Friday, 9 October 2015

Thoughts on the dark side of charity work

Someone asked me the other day "what's your job in the real world?" And I froze for one  minute before answering. This is the real world! Being home is the fantasy version of this. Where you ignore what's going on and you live your life carefree. 

I want to explain a bit better what goes on in here and what the the refugee's journey is like. I don't know all there is to know about it and I will probably write some stuff wrong. But this is what I understand:

- people think the most dangerous part of the sea crossing is when the boat is in the middle of the sea.  It's not. It's when the boat is very close to land and everyone starts getting anxious to go out. People stand up and the boat turns over. Kids drown. One 2 year old child died today when this happen. It's no joke. This is happening. People are dying in the shores of Greece. Mostly children because they can't swim when the boat turns. 

- when the the refugees get helped out of the boat they are (sometimes) welcomed by organisations that give them blankets and other things they may need. What you don't see on the news is that there's too many people trying to help. It gets intense sometimes because everyone wants to help as they get territorial over this. There's also some organisation that only go there for the pictures so they can post them online and get more money given to them. This is the dark side of charity work. The prime minister was here this week and on that day there were many organisations on the field helping. There were charities playing with children. The Red Cross was on the field. The following day, everyone was gone. Except for the "real volunteers". What you don't know is that people that are with the Red Cross and the UN are paid a lot of money to be here. Me and Jack are paying for everything out of our pocket. And so are many other volunteers that came by themselves or with no "real organisation". There's a lot of people here helping that are just a group of friends that got together and wanted to help and they flew here. They pay for everything themselves. I'm not saying that it's bad to help if you're being paid for it. I want that too. It's just... I don't know what I'm saying. It's just weird. People donate money and they expect that money to be used wisely. But the money is being spent in weird ways. Like nights in the most expensive hotel in the island for the volunteers. My conscience is clean. I am living on a budget here and I prefer to volunteer with an organisation that I know is spending their money wisely paying for medical equipment. I did my research. I know who I'm working for and I trust the Doctors of the World Greece. I know the work we are doing is good. Damn the rest. But is is indeed the dark side of charity work: it's all about money.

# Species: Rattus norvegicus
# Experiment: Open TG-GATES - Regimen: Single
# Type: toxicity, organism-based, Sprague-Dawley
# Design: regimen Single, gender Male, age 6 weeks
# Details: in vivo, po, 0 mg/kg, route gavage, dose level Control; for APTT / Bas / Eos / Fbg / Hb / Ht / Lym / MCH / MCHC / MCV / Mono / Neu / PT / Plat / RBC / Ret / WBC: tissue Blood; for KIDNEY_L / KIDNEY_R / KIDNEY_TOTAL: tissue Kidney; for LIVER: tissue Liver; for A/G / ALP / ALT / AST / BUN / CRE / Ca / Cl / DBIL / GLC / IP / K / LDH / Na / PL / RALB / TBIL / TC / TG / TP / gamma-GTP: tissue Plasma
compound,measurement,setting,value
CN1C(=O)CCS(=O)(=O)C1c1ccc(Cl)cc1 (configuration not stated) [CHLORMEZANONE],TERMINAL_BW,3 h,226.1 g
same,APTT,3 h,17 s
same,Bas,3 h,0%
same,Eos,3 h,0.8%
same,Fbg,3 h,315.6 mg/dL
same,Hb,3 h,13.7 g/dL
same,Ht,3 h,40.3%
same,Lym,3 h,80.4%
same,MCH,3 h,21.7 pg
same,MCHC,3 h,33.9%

- anyway , when refugees get to the camp they have to queue to get the registration papers. There's different queues: if you're Syrian you go to one part of the camp and queue there. If you're from another country you go to the place where we usually work an that some people call "hell". I'll tell you why people call it hell. Because it is hell. I only realised how bad it was when I visited the Syrian part. It's so nice in there. There's chairs for the people to wait. There's trees, no barbed wire. There's children playing. People getting food and water. The police doesn't scream at you. And when you go to the other part, where afghan people wait for the papers, it's madness. People sit in the mud while they wait. The police kicks them, spits at them and beats them up if they stand up or they leave the queue. There's police dressed in heavy gear ready to attack. There's two police trucks parked next to the line. They laugh at the people. I do have to say some police are ok. They tell me "help this lady because the baby doesn't have shoes". But this is the minority. This is rare. I'm very worried that in my mind police violence it's going to be a normal sight and I'm not going to act upon it. We met a journalist today who is trying to help us to find accommodation. We told him about this. He advised us to try and film it and report it. Police needs to get in trouble. He has done it before. My head is rushing at a million miles an hour. I don't know what to do or think. But let's keep going. 

- the paper the refugees get is valid for 6 months if you're from Syria and 1 month if you're from anywhere else. It says you can stay in greece for that time before you have to ask for Asylum in the country of your choice. As soon as refugees get this paper they walk or get a taxi to the port. They want to get the boat to Athens. They pay 60 euros per person for the ticket. The taxi drivers are smelling money and they wait outside the refugee camp and charge a stupid amount of money per person for the trips to the port. It's 10km from the camp to the port and some people have been charged 20 euros per person for this trip!!!! Sometimes the locals see this and they report the drivers ! But nothing happens to them. There's other "refugee businesses" operating. There's people selling free phone SIM cards for 1euro. They sell hundreds a day!! Imagine that. Around 250 euros a day earned from the refugees.

This is such a messy and complicated subject. I can't get my head around it. I don't even know what to think. I write all this in hopes it will make sense when I read it back. Maybe it will.  

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